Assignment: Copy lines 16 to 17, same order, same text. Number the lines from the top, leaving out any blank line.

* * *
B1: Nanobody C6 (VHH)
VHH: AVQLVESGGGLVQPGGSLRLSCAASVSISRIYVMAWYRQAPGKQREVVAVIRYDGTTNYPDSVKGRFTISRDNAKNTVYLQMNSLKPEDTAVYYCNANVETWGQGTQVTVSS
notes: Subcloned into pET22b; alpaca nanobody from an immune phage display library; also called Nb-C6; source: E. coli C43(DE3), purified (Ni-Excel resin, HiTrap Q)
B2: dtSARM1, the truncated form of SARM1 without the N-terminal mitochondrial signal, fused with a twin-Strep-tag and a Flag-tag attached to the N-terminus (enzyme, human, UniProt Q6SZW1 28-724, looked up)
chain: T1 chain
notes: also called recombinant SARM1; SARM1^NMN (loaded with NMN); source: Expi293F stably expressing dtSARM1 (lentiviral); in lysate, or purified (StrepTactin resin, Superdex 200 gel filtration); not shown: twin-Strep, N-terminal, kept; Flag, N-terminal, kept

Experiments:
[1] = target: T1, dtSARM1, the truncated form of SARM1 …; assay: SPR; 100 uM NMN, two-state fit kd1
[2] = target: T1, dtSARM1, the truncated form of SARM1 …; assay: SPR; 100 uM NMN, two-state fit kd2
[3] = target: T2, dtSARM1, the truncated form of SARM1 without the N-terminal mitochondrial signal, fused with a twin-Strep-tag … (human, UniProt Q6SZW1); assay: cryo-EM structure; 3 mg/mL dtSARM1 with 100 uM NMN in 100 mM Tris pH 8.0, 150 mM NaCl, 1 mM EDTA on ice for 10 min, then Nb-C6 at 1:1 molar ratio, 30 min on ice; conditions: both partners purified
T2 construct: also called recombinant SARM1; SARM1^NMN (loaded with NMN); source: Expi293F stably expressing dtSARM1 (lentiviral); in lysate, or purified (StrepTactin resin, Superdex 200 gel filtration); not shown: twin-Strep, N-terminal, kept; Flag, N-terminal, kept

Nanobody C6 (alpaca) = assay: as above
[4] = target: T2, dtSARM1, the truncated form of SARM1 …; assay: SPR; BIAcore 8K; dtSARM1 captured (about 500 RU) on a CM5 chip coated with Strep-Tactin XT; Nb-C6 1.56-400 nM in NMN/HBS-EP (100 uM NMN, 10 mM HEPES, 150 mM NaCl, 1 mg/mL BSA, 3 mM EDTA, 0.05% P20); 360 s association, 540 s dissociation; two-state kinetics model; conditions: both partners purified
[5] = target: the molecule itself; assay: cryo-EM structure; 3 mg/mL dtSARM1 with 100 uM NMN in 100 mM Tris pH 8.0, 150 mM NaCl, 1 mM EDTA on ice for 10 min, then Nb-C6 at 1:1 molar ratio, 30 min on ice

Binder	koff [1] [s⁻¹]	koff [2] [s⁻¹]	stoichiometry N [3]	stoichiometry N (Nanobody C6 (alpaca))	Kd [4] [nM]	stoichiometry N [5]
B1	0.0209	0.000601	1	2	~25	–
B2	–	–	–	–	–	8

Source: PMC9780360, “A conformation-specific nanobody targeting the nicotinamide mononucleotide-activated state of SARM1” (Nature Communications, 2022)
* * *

B1	0.0209	0.000601	1	2	~25	–
B2	–	–	–	–	–	8